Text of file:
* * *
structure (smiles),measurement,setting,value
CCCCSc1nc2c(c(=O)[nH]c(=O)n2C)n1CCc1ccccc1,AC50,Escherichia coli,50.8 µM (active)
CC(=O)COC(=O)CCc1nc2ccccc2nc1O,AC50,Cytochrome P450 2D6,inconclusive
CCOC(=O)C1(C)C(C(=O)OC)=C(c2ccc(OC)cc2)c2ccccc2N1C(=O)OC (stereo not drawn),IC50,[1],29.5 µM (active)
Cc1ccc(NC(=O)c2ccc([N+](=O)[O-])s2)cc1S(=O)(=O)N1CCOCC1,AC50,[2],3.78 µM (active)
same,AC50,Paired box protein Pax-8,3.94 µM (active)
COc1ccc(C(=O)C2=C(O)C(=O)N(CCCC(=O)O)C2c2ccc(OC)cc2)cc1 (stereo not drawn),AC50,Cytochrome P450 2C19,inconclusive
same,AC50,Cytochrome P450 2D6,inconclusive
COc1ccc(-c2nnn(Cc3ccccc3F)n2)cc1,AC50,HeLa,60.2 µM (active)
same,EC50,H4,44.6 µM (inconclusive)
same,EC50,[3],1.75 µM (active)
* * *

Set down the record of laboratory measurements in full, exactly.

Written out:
structure (smiles),measurement,setting,value
CCCCSc1nc2c(c(=O)[nH]c(=O)n2C)n1CCc1ccccc1,AC50,Escherichia coli,50.8 µM (active)
CC(=O)COC(=O)CCc1nc2ccccc2nc1O,AC50,Cytochrome P450 2D6,inconclusive
CCOC(=O)C1(C)C(C(=O)OC)=C(c2ccc(OC)cc2)c2ccccc2N1C(=O)OC (stereo not drawn),IC50,[1],29.5 µM (active)
Cc1ccc(NC(=O)c2ccc([N+](=O)[O-])s2)cc1S(=O)(=O)N1CCOCC1,AC50,[2],3.78 µM (active)
same,AC50,Paired box protein Pax-8,3.94 µM (active)
COc1ccc(C(=O)C2=C(O)C(=O)N(CCCC(=O)O)C2c2ccc(OC)cc2)cc1 (stereo not drawn),AC50,Cytochrome P450 2C19,inconclusive
same,AC50,Cytochrome P450 2D6,inconclusive
COc1ccc(-c2nnn(Cc3ccccc3F)n2)cc1,AC50,HeLa,60.2 µM (active)
same,EC50,H4,44.6 µM (inconclusive)
same,EC50,[3],1.75 µM (active)